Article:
The Group had only been in the States a short time when on July 28th there was a major accident. Lt Colonel William F. Smith was flying a North American B-25 Mitchell from Bedford, MA to Sioux Falls via Newark airport, when he got lost in poor weather. He dropped out of low cloud at around 900 feet altitude, amongst the sky- scrapers of downtown Manhattan. The B-25 smashed into the 79th floor of the Empire State Building, killing Lt. Col Smith, two other servicemen and eleven office workers. The B-25 exploded into a ball of flame, showering the streets below with burning fuel. One engine passed right through the building and out of the other side. In September 1977, a plaque was unveiled on the 86th floor to mark the incident to those who gave their assistance after the crash.
While at Sioux Falls in early August, several officers and crew volunteered for B-29 Superfortress transition training to go on and fight against Japan. Two days after their decision, the first nuclear weapon was dropped on Japan. The second bomb brought the war to an end. On August 28th 1945, the 457th BG was disbanded.
After the war, RAF Glatton was used by No.3 Group, Bomber Command, Royal Air Force. Avro Lancasters and Consolidated Liberators flew from there to the Middle East. It was finally closed in 1948. With the end of military use, RAF Glatton returned to farming. When the A1 road was upgraded in the area, some areas of concrete were broken up for use as hardcore. Virtually all of the main runway survives along with around two thirds of one of the secondary runways. The other secondary runway has been reduced in width to a single bay while the Western perimeter track survives.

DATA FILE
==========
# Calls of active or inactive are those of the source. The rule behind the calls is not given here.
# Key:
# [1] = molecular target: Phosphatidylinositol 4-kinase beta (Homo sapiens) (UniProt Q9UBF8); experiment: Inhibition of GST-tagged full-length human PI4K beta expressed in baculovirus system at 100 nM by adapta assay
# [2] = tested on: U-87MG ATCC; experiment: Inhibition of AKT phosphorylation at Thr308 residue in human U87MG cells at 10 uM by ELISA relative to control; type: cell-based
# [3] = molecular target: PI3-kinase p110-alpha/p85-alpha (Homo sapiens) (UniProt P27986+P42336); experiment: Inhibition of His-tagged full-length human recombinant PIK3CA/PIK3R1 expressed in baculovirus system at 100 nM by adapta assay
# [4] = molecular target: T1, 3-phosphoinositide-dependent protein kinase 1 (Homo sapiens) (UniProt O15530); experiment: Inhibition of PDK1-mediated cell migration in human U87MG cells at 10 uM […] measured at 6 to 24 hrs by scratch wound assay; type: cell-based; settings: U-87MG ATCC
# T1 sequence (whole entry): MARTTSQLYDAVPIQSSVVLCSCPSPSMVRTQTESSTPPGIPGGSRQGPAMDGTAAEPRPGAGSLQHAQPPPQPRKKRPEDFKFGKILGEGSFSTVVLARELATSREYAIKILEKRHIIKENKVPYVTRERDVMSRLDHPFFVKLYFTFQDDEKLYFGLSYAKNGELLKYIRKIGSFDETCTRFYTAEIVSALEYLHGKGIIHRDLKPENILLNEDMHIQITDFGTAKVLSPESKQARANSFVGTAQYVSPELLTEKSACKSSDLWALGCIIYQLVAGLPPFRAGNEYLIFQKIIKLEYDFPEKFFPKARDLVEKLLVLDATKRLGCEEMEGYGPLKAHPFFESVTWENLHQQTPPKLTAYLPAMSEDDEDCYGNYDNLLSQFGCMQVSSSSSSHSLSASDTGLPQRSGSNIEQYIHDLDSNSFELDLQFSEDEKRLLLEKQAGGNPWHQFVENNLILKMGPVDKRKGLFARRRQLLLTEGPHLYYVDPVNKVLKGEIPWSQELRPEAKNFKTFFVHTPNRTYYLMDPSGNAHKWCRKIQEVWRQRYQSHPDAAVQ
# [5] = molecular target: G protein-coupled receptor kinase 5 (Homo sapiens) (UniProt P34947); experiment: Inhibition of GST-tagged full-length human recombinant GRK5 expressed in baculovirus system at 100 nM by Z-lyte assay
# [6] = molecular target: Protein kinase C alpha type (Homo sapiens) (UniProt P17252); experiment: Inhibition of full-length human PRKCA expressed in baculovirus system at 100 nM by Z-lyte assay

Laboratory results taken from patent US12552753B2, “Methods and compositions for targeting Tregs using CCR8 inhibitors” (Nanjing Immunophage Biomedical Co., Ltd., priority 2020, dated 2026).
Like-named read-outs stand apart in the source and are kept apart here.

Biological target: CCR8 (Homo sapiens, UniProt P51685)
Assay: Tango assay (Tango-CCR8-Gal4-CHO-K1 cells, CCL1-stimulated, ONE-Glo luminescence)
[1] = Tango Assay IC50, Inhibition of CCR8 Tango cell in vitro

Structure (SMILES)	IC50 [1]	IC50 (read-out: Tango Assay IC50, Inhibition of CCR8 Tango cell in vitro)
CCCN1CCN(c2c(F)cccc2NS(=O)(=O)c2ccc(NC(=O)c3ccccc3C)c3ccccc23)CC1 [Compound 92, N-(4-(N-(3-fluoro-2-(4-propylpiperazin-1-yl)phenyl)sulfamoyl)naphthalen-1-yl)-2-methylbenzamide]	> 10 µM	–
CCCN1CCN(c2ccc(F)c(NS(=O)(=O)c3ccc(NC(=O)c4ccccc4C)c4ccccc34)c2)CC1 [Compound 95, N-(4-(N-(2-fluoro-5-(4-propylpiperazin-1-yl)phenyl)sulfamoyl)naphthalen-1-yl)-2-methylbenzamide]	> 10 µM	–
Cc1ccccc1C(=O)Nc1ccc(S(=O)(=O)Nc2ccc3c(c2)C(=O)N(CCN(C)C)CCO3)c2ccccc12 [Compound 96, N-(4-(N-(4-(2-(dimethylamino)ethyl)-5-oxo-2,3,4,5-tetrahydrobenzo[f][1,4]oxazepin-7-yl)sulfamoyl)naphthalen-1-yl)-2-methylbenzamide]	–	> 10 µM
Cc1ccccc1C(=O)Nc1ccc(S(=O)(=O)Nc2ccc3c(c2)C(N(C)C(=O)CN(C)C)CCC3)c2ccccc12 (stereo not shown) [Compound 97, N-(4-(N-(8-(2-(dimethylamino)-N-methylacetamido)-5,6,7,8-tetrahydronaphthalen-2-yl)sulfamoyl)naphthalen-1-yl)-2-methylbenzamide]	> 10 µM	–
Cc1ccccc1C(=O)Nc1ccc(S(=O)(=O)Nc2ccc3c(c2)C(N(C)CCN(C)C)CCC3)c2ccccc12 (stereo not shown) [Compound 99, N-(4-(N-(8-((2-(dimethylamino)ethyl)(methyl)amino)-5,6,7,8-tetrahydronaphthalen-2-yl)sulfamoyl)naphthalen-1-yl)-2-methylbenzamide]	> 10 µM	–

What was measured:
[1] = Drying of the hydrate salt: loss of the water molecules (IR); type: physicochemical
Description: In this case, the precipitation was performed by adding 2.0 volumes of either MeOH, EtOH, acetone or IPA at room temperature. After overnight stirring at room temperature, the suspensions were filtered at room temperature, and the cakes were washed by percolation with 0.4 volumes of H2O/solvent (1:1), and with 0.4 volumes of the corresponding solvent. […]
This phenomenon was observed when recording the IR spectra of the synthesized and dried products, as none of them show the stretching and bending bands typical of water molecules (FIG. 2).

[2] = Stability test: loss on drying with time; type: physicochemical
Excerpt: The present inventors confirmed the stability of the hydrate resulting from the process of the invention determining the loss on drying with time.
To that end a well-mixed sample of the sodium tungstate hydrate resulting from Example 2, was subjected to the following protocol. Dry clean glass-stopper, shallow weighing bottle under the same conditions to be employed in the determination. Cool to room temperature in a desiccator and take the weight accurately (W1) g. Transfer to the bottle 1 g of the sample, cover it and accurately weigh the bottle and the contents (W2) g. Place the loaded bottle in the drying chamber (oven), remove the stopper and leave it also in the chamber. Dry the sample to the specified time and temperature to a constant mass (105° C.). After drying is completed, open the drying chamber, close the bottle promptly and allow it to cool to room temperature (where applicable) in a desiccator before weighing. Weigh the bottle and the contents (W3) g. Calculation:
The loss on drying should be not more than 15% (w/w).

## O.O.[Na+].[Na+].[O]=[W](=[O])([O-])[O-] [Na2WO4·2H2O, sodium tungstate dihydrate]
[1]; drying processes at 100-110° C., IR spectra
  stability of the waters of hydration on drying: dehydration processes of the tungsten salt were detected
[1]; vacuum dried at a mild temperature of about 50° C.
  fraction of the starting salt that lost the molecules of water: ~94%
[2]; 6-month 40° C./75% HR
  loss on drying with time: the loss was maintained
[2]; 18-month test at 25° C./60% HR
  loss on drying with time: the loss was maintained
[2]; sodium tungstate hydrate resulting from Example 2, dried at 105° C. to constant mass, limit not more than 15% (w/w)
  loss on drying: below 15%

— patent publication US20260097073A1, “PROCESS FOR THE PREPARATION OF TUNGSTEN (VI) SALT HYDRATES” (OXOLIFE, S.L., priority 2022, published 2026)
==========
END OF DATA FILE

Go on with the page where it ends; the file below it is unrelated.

Both of the T2 hangars have been removed and most of the wartime buildings. The tower has long gone although the road to the tower and associated buildings remains. RAF Glatton is now known as Conington or Peterborough Airport, with light aviation maintaining a connection to the activities of World War 2. Conington churchyard contains a memorial to the men of the 457th who lost their lives flying from RAF Glatton.Aerial photos were taken by Stephen A Carr in 1999.
“Airfields of the Eighth” – Roger A Freeman/After The Battle
“The Mighty Eighth” – Roger A. Freeman
“Mighty Eighth War Diary” – Roger A. Freeman
Article submitted by Terry Brignall – October 2020.
Many thaks Terry.
Additional pictures and Information:
Extracts from D-Day Commemoration Clarence Ray, at the age of 22, was stationed at Glatton Airfield as a member of 457 Squadron with the United Sates Air Force. He left in his B17 Bomber the 14th June 1944 on a mission to France but tragically never returned. In the photograph Clarence Ray is in the top row on the far right.
Attached is a photo of the same plane that just two days later made a crash landing at Glatton on April 22 1944. Clarence Ray was also part of that crew but no one was hurt in that incident. A few months later on June 14th1944, he was listed as killed in action when his plane took a direct hit from flack and exploded over France.